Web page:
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Hattiesburg Voters Hope Election Will Help City Move On
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Votes are still being counted in the race for Hattiesburg mayor. But voters in the Hub City say they’re just happy to put the controversy behind them.
 
Elsie Ephriam says things are going well at the busy precinct near downtown Hattiesburg where she is a poll worker. Ephraim says turnout has been much higher than in the regular election in June. During that contest, incumbent Mayor Johnny Dupree edged out challenger Dave Ware by 37 votes. Ware contested the result, and a judge ordered a new election after the court case ended in a mistrial.

Voter Tracy Davis says she hopes that this election will settle the matter and the city can move on.

Here’s how Davis describes the election controversy that shook up Hattiesburg for the past two months: "It was long and horrible."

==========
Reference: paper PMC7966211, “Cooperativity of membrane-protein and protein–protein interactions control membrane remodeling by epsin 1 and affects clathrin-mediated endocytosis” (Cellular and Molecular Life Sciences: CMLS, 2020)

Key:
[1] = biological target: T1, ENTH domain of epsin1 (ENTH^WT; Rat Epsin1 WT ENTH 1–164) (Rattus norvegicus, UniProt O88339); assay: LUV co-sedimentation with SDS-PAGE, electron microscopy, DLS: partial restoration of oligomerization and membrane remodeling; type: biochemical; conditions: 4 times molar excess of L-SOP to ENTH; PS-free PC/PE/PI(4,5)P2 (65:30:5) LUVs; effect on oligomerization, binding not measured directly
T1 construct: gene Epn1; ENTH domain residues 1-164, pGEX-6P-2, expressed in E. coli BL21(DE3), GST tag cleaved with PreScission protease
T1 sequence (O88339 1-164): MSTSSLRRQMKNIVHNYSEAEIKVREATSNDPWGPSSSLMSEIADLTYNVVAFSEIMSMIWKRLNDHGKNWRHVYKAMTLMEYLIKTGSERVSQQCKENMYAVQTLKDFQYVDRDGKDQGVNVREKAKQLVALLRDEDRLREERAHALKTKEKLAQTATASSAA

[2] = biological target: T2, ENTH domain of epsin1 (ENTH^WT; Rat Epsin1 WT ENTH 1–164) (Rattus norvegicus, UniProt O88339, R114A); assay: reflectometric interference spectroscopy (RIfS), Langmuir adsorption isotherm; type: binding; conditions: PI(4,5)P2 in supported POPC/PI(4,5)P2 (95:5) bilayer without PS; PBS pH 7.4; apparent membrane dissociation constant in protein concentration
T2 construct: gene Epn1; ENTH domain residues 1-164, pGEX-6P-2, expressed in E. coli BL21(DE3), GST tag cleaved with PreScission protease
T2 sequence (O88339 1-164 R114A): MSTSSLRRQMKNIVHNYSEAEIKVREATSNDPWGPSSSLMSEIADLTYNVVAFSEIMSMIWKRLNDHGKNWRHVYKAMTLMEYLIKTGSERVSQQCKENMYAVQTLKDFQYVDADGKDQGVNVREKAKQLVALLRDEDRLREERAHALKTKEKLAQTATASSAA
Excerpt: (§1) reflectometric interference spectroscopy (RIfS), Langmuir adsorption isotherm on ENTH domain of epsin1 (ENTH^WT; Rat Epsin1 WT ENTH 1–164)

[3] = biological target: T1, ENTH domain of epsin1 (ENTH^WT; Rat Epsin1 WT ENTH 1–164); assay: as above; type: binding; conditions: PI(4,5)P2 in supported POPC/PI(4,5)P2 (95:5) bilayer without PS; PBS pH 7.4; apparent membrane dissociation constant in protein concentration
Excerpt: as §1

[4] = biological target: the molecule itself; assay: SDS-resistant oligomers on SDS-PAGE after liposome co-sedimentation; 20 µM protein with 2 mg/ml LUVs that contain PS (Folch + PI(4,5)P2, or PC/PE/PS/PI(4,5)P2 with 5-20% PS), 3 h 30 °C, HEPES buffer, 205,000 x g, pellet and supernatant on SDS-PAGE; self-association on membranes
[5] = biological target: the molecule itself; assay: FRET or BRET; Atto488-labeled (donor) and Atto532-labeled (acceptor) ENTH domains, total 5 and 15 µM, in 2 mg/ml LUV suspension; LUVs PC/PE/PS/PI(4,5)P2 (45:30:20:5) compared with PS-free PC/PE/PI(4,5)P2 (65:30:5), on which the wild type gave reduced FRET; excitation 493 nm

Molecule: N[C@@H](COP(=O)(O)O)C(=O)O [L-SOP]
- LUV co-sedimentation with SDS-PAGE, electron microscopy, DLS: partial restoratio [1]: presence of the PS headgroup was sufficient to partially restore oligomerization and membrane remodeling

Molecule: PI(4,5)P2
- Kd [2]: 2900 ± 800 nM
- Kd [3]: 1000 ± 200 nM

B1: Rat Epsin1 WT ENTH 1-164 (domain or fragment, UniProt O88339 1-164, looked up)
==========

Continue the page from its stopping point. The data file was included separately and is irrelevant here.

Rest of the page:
Interestingly, a few miles away, outside the Hattiesburg library, Neamaiah Heidelberg describes a similar sentiment, in similar language.

Election observers from both the U.S. Department of Justice and the Mississippi Secretary of State’s office monitored the polls throughout the day. Hattiesburg election commission chair Joe Kinnan said the day went relatively smoothly, especially considering how new the commissioners are. All five were appointed recently. Kinnan’s been on the job 27 days. Some have as little as 11 days experience. 

Absentee ballots reflect the higher turnout: Kinnan said more than 1,000 had been received for this election, compared to about 500 in the regular election.